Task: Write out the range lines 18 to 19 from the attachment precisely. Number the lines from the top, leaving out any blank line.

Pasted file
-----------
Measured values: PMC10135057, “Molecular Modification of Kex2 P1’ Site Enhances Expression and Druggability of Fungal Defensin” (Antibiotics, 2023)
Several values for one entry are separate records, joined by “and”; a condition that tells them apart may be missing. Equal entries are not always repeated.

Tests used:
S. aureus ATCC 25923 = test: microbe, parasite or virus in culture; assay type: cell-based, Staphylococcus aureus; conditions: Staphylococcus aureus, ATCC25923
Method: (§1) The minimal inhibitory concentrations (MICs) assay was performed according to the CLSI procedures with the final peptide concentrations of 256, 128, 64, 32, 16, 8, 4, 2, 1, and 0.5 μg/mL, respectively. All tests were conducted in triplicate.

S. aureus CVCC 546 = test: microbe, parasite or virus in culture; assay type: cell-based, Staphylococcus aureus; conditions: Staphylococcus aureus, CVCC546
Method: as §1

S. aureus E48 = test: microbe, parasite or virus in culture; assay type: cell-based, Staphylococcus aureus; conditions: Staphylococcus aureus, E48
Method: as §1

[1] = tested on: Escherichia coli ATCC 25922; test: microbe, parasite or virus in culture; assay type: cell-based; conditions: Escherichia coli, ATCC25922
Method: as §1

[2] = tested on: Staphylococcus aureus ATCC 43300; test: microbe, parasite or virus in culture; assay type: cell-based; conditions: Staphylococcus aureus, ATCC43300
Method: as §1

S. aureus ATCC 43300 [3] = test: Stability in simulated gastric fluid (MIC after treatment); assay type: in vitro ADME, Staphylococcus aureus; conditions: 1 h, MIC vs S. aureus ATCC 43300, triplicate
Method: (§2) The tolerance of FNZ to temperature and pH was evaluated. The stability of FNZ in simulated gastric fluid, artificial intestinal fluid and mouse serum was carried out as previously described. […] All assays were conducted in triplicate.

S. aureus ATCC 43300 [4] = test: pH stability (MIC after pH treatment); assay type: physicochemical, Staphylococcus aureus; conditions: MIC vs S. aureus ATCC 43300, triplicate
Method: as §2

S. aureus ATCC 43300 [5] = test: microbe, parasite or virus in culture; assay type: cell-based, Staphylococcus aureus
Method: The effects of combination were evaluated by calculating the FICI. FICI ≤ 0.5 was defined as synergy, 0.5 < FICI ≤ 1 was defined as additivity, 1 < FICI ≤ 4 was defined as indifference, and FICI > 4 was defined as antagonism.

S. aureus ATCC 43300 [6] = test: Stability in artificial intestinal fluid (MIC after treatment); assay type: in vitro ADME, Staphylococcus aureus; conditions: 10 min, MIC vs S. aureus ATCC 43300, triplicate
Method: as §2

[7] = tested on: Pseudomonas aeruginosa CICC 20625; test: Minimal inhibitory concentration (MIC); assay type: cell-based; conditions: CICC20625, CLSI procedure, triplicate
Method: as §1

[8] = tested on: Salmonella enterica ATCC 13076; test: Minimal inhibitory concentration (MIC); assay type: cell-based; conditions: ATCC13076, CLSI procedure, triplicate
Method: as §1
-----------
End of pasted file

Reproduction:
S. aureus ATCC 43300 [5] = test: microbe, parasite or virus in culture; assay type: cell-based, Staphylococcus aureus
Method: The effects of combination were evaluated by calculating the FICI. FICI ≤ 0.5 was defined as synergy, 0.5 < FICI ≤ 1 was defined as additivity, 1 < FICI ≤ 4 was defined as indifference, and FICI > 4 was defined as antagonism.